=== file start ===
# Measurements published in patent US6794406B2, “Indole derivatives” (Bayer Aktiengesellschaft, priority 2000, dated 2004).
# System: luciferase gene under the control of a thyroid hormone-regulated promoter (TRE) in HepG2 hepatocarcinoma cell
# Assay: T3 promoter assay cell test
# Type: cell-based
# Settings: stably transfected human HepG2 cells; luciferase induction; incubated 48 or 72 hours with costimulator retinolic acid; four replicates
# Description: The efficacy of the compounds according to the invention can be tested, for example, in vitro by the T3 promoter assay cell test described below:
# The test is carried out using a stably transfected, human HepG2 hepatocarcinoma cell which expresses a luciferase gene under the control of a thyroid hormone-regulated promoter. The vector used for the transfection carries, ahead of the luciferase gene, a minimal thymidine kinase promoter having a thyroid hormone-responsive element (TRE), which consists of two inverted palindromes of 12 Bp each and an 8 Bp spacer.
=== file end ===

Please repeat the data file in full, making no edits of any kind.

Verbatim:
# Measurements published in patent US6794406B2, “Indole derivatives” (Bayer Aktiengesellschaft, priority 2000, dated 2004).
# System: luciferase gene under the control of a thyroid hormone-regulated promoter (TRE) in HepG2 hepatocarcinoma cell
# Assay: T3 promoter assay cell test
# Type: cell-based
# Settings: stably transfected human HepG2 cells; luciferase induction; incubated 48 or 72 hours with costimulator retinolic acid; four replicates
# Description: The efficacy of the compounds according to the invention can be tested, for example, in vitro by the T3 promoter assay cell test described below:
# The test is carried out using a stably transfected, human HepG2 hepatocarcinoma cell which expresses a luciferase gene under the control of a thyroid hormone-regulated promoter. The vector used for the transfection carries, ahead of the luciferase gene, a minimal thymidine kinase promoter having a thyroid hormone-responsive element (TRE), which consists of two inverted palindromes of 12 Bp each and an 8 Bp spacer.